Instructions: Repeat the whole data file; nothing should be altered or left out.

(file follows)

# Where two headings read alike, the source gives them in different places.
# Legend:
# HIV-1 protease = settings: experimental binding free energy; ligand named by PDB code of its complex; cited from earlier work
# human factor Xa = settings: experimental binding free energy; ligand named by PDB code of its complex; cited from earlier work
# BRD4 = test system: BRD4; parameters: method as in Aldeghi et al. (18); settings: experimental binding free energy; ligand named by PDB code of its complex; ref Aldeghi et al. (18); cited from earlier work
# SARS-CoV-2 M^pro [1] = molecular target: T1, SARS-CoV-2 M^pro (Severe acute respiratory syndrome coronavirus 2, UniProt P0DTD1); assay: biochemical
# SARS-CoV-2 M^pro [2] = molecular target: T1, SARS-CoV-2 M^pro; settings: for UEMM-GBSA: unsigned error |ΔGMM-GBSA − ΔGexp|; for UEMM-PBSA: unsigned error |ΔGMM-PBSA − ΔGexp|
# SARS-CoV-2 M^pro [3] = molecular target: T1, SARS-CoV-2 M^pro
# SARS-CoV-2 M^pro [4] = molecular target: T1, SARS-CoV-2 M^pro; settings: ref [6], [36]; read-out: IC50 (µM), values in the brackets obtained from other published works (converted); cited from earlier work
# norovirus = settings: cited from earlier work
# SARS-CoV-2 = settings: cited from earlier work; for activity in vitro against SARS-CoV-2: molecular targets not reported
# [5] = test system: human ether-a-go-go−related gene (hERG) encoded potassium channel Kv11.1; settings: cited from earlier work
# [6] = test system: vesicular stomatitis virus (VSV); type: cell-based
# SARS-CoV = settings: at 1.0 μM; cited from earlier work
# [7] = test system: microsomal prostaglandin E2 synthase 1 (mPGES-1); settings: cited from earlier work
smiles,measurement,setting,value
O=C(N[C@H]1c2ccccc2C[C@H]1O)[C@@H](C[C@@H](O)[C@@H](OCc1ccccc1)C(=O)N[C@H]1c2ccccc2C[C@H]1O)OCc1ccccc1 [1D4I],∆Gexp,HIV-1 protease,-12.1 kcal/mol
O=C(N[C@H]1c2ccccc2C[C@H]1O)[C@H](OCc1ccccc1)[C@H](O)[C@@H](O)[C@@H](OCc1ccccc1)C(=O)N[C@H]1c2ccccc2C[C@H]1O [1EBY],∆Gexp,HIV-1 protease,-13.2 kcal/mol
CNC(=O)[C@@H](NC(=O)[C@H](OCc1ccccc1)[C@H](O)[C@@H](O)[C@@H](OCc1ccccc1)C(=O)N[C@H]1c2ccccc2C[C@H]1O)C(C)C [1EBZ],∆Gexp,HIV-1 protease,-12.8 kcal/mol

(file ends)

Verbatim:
# Where two headings read alike, the source gives them in different places.
# Legend:
# HIV-1 protease = settings: experimental binding free energy; ligand named by PDB code of its complex; cited from earlier work
# human factor Xa = settings: experimental binding free energy; ligand named by PDB code of its complex; cited from earlier work
# BRD4 = test system: BRD4; parameters: method as in Aldeghi et al. (18); settings: experimental binding free energy; ligand named by PDB code of its complex; ref Aldeghi et al. (18); cited from earlier work
# SARS-CoV-2 M^pro [1] = molecular target: T1, SARS-CoV-2 M^pro (Severe acute respiratory syndrome coronavirus 2, UniProt P0DTD1); assay: biochemical
# SARS-CoV-2 M^pro [2] = molecular target: T1, SARS-CoV-2 M^pro; settings: for UEMM-GBSA: unsigned error |ΔGMM-GBSA − ΔGexp|; for UEMM-PBSA: unsigned error |ΔGMM-PBSA − ΔGexp|
# SARS-CoV-2 M^pro [3] = molecular target: T1, SARS-CoV-2 M^pro
# SARS-CoV-2 M^pro [4] = molecular target: T1, SARS-CoV-2 M^pro; settings: ref [6], [36]; read-out: IC50 (µM), values in the brackets obtained from other published works (converted); cited from earlier work
# norovirus = settings: cited from earlier work
# SARS-CoV-2 = settings: cited from earlier work; for activity in vitro against SARS-CoV-2: molecular targets not reported
# [5] = test system: human ether-a-go-go−related gene (hERG) encoded potassium channel Kv11.1; settings: cited from earlier work
# [6] = test system: vesicular stomatitis virus (VSV); type: cell-based
# SARS-CoV = settings: at 1.0 μM; cited from earlier work
# [7] = test system: microsomal prostaglandin E2 synthase 1 (mPGES-1); settings: cited from earlier work
smiles,measurement,setting,value
O=C(N[C@H]1c2ccccc2C[C@H]1O)[C@@H](C[C@@H](O)[C@@H](OCc1ccccc1)C(=O)N[C@H]1c2ccccc2C[C@H]1O)OCc1ccccc1 [1D4I],∆Gexp,HIV-1 protease,-12.1 kcal/mol
O=C(N[C@H]1c2ccccc2C[C@H]1O)[C@H](OCc1ccccc1)[C@H](O)[C@@H](O)[C@@H](OCc1ccccc1)C(=O)N[C@H]1c2ccccc2C[C@H]1O [1EBY],∆Gexp,HIV-1 protease,-13.2 kcal/mol
CNC(=O)[C@@H](NC(=O)[C@H](OCc1ccccc1)[C@H](O)[C@@H](O)[C@@H](OCc1ccccc1)C(=O)N[C@H]1c2ccccc2C[C@H]1O)C(C)C [1EBZ],∆Gexp,HIV-1 protease,-12.8 kcal/mol